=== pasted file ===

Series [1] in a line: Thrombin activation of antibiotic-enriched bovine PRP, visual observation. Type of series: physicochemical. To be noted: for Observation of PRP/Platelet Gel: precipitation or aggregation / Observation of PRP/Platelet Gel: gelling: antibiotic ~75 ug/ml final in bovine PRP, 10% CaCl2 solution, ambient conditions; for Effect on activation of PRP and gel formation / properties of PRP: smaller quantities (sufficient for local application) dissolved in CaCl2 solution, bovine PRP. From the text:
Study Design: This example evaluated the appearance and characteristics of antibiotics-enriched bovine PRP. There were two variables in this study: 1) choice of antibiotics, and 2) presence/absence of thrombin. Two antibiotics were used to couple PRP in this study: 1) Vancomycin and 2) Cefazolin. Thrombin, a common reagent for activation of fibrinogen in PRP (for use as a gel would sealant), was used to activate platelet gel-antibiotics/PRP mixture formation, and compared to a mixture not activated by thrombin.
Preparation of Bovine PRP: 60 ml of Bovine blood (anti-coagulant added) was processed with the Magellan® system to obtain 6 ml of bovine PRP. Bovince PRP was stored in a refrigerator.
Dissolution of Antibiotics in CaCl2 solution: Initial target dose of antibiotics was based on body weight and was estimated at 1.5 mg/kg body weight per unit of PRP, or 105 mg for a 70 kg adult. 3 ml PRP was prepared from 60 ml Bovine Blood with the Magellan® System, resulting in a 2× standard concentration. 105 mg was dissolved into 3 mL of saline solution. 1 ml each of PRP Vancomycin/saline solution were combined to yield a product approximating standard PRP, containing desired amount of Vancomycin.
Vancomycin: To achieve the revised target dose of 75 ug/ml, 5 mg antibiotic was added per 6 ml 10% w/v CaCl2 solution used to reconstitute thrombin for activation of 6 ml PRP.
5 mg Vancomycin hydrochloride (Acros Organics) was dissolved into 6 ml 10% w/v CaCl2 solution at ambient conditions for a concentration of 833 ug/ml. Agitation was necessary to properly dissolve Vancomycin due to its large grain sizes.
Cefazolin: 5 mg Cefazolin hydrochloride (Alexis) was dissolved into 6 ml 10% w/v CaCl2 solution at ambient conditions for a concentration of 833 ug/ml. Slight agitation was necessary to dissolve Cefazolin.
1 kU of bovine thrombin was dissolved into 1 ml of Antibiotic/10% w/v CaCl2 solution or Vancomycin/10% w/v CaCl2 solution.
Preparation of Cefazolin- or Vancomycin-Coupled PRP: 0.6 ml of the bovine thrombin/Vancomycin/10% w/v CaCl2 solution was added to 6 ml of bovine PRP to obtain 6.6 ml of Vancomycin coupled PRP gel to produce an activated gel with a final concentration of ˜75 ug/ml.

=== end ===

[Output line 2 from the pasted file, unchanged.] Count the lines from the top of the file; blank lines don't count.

Study Design: This example evaluated the appearance and characteristics of antibiotics-enriched bovine PRP. There were two variables in this study: 1) choice of antibiotics, and 2) presence/absence of thrombin. Two antibiotics were used to couple PRP in this study: 1) Vancomycin and 2) Cefazolin. Thrombin, a common reagent for activation of fibrinogen in PRP (for use as a gel would sealant), was used to activate platelet gel-antibiotics/PRP mixture formation, and compared to a mixture not activated by thrombin.